Those bucket-bellied largemouths for which Florida is famous are in prespawn mode now, and some will be bedding by the end of February. Not only does this mean that the fishing can be very good, but it’s also prime time for a trophy.
There are three basic ways to get in on the action, depending on your budget. No matter how you go, keep in mind that airfares to Florida cities like Jacksonville or Orlando are generally cheap.
The first option is Bienville Plantation (386-397-1989; www.bienville.com) in White Springs west of Jacksonville, a private retreat catering to sportsmen who like to be pampered. Bienville is home to some of the best phosphate-pit lakes in the state. These types of lakes in north Florida tend to be exceptionally fertile, growing lots of big fish. Lodging and guided fishing packages are available starting at $570 a day. In my own experience, this place runs like a Swiss watch.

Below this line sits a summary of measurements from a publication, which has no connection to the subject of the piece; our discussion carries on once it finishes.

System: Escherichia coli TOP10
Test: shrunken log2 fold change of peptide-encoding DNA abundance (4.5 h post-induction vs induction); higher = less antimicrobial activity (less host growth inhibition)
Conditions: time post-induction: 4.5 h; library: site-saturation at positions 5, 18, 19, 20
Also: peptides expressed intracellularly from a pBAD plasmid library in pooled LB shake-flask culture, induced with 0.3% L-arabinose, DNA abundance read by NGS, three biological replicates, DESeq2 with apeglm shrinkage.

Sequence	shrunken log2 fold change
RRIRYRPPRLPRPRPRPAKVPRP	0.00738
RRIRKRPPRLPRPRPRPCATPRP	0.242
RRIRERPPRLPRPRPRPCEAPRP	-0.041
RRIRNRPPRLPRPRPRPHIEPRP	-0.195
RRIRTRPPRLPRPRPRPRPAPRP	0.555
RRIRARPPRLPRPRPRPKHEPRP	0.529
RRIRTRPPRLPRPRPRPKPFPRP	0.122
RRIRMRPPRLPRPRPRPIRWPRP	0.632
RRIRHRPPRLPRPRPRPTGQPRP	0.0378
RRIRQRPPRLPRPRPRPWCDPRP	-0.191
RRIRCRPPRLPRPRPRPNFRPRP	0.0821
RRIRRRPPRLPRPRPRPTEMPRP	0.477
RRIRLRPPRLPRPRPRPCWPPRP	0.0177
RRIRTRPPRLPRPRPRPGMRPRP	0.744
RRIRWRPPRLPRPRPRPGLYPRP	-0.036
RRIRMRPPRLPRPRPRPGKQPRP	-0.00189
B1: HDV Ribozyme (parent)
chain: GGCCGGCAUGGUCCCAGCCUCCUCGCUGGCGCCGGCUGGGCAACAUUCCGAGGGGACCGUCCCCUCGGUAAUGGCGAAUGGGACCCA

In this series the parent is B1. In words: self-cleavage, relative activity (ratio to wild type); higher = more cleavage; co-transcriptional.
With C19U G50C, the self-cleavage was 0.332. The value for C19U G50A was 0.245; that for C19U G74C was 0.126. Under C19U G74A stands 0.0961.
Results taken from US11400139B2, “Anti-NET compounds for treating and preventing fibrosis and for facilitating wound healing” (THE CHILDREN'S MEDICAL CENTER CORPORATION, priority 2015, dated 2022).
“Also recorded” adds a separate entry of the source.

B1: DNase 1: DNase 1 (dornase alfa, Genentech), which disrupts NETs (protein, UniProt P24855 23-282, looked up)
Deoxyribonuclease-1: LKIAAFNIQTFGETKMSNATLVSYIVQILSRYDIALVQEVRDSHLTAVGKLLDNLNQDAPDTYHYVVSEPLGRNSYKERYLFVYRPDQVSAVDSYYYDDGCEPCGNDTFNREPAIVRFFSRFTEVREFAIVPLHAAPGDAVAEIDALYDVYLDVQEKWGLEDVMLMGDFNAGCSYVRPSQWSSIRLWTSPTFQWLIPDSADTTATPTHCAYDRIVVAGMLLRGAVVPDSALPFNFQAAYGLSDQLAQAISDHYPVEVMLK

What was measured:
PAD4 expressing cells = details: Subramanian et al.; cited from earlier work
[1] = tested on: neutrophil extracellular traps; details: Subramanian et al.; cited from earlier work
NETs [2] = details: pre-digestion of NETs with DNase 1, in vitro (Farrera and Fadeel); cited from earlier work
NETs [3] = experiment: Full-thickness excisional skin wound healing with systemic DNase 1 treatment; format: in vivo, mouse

Two cheaper alternatives require that you do some of the work, but this can be as easy as picking a lake, booking an independent guide in advance, flying to a nearby city, and staying in a chain motel. Your biggest expense will be guided fishing, for which you’ll pay about $300 a day. To spend even less money, stay at one of the many fish camps common to Florida’s major bass lakes, and rent a small boat. Top lakes include Lake George, west of Ocala; Stick Marsh/Farm 13 Reservoir, near Fellsmere and west of Vero Beach; West Lake Tohopekaliga, near Kissimmee; and Rodman Reservoir, east of Gainesville. Start your research with the Florida Fish and Wildlife Conservation Commission (850-488-0520; www.floridaconservation.org/fishing), which offers plenty of useful details on the region’s bass fishing.